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Mar 06 2010

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Refugees or Revolutionaries?

by Pastor Michael McDonald, New Covenant Fellowship, Penfield, NY


“Are you a refugee or revolutionary?” That’s the question the Lord keeps asking me. How about you? The issue is critical to our effectiveness in God’s call on our lives. Are we refugees from a sinful and decadent world or are we revolutionaries seeking a change of government where we live.

Refugees are an interesting lot. Wherever there is war, there are refugees. Why then should we be surprised when we have refugees from the spiritual war in which we are involved? These folks are easy to find. Usually they are licking their spiritual wounds and talking about how big the enemy is. “We were like grasshoppers compared to them,” they say, and many become frightened by their testimony. “If these valiant warriors can’t stand up in this war, then how can the rest of us last?” The interesting thing about them is that they escape to a region where peace prevails and think that the enemy no longer controls them. But where are their homes, their land, and their future? Their hopes and dreams have been stolen and they are usually unwelcome guests in a country that is not their own. They are homeless and hopeless because of their enemy, but feel they have escaped his control. What do you think?

Revolutionaries are found in their homeland. They do not leave the land promised to them or seek peace at any cost. Refugees usually are not comfortable around revolutionaries and will try their best to persuade them that running to safer ground is the only hope. Revolutionaries are enormously impractical. The numbers stacked against them don’t seem to register, and they seem oblivious to the size and equipage of the enemy troops. The refugees usually think that revolutionaries are arrogant and superior in their attitude. The revolutionaries, for the most part, don’t think much at all about refugees except during occasional recruiting drives when they try to convince able-bodied and gifted refugees to become revolutionaries. Most refugees will not change because they would have to be humble enough to admit they are wrong. Their thinking about themselves and the prospect for victory would have to change dramatically. The revolutionaries live in the constant face of battle, yet seem strangely at peace. They are in a country seemingly controlled by their enemy, but are not oppressed. If anything, their attitude is that the enemy better flee.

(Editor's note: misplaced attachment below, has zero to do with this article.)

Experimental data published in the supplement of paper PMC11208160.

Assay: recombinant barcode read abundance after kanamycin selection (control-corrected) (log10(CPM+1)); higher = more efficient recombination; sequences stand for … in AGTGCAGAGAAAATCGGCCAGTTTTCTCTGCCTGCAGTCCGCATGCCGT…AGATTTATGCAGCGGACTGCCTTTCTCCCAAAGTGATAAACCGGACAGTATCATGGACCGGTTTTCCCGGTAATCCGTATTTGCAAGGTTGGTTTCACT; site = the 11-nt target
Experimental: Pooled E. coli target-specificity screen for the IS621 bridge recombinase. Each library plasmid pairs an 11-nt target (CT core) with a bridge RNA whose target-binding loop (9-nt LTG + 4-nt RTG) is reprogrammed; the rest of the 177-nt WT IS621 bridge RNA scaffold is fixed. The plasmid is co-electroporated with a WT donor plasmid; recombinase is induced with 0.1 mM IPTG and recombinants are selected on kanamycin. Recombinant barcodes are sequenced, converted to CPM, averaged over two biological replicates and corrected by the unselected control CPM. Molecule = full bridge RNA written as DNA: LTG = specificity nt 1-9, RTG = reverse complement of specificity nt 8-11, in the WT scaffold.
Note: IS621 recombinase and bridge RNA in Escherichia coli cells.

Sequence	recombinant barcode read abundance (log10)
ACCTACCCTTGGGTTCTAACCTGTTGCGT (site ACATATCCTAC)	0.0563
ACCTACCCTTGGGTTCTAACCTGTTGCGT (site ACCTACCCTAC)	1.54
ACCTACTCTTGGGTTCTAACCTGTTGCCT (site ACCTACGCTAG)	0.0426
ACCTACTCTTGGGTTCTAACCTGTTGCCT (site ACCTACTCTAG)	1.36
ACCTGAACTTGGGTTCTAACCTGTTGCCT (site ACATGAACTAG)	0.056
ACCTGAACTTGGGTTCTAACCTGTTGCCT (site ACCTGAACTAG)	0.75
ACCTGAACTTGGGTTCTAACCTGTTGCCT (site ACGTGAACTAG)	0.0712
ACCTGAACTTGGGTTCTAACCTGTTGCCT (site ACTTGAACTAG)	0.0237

The final difference between these two groups is their attitude toward The Commander. The refugees, though derisive toward revolutionaries, always are respectful in talking about The Commander. They consider Him of admirable character and talk about His exploits and how He showed them how to get away from the enemy. However, they never pay attention to His commands. When He calls them to return to their homeland and fight, they look at the people on either side and assume that it is the other person He’s talking to. The refugees know stories about The Commander but don’t really know Him. He is not with them in the camps; He is with the revolutionaries. The revolutionaries have come to dearly love The Commander. They know Him as one who would lay His very life down for them (and has). All He asks is that, as any good soldier would, they obey His commands. Why do the revolutionaries fight with such confidence? They have learned from experience that The Commander’s strategies are perfect and that if they obey they can never lose. The enemy will always flee before them, regardless of how big he seems.